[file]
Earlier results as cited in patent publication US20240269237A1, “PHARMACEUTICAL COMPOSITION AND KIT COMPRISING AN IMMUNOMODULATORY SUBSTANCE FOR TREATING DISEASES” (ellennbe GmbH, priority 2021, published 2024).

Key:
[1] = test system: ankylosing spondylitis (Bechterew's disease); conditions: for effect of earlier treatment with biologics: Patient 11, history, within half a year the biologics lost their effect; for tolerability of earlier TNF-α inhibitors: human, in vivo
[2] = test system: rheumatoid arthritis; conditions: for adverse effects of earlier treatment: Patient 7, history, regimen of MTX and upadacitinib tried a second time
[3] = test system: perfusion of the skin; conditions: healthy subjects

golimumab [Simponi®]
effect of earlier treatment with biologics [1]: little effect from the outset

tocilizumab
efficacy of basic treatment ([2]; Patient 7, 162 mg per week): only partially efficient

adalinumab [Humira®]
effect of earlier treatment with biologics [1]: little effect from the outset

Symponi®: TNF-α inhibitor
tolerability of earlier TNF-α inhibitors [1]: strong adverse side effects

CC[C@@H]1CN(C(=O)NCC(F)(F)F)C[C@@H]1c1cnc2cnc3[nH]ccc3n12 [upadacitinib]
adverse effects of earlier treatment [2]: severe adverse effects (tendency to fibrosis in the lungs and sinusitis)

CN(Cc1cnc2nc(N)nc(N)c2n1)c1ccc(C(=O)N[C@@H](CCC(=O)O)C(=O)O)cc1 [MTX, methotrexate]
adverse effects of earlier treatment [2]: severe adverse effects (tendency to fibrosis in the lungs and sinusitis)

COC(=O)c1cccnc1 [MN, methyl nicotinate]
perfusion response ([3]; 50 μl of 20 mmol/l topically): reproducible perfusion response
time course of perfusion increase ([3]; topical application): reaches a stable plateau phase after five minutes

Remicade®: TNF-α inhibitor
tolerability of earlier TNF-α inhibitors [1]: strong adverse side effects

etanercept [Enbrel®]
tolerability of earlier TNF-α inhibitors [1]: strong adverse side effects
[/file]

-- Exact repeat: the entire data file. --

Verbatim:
Earlier results as cited in patent publication US20240269237A1, “PHARMACEUTICAL COMPOSITION AND KIT COMPRISING AN IMMUNOMODULATORY SUBSTANCE FOR TREATING DISEASES” (ellennbe GmbH, priority 2021, published 2024).

Key:
[1] = test system: ankylosing spondylitis (Bechterew's disease); conditions: for effect of earlier treatment with biologics: Patient 11, history, within half a year the biologics lost their effect; for tolerability of earlier TNF-α inhibitors: human, in vivo
[2] = test system: rheumatoid arthritis; conditions: for adverse effects of earlier treatment: Patient 7, history, regimen of MTX and upadacitinib tried a second time
[3] = test system: perfusion of the skin; conditions: healthy subjects

golimumab [Simponi®]
effect of earlier treatment with biologics [1]: little effect from the outset

tocilizumab
efficacy of basic treatment ([2]; Patient 7, 162 mg per week): only partially efficient

adalinumab [Humira®]
effect of earlier treatment with biologics [1]: little effect from the outset

Symponi®: TNF-α inhibitor
tolerability of earlier TNF-α inhibitors [1]: strong adverse side effects

CC[C@@H]1CN(C(=O)NCC(F)(F)F)C[C@@H]1c1cnc2cnc3[nH]ccc3n12 [upadacitinib]
adverse effects of earlier treatment [2]: severe adverse effects (tendency to fibrosis in the lungs and sinusitis)

CN(Cc1cnc2nc(N)nc(N)c2n1)c1ccc(C(=O)N[C@@H](CCC(=O)O)C(=O)O)cc1 [MTX, methotrexate]
adverse effects of earlier treatment [2]: severe adverse effects (tendency to fibrosis in the lungs and sinusitis)

COC(=O)c1cccnc1 [MN, methyl nicotinate]
perfusion response ([3]; 50 μl of 20 mmol/l topically): reproducible perfusion response
time course of perfusion increase ([3]; topical application): reaches a stable plateau phase after five minutes

Remicade®: TNF-α inhibitor
tolerability of earlier TNF-α inhibitors [1]: strong adverse side effects

etanercept [Enbrel®]
tolerability of earlier TNF-α inhibitors [1]: strong adverse side effects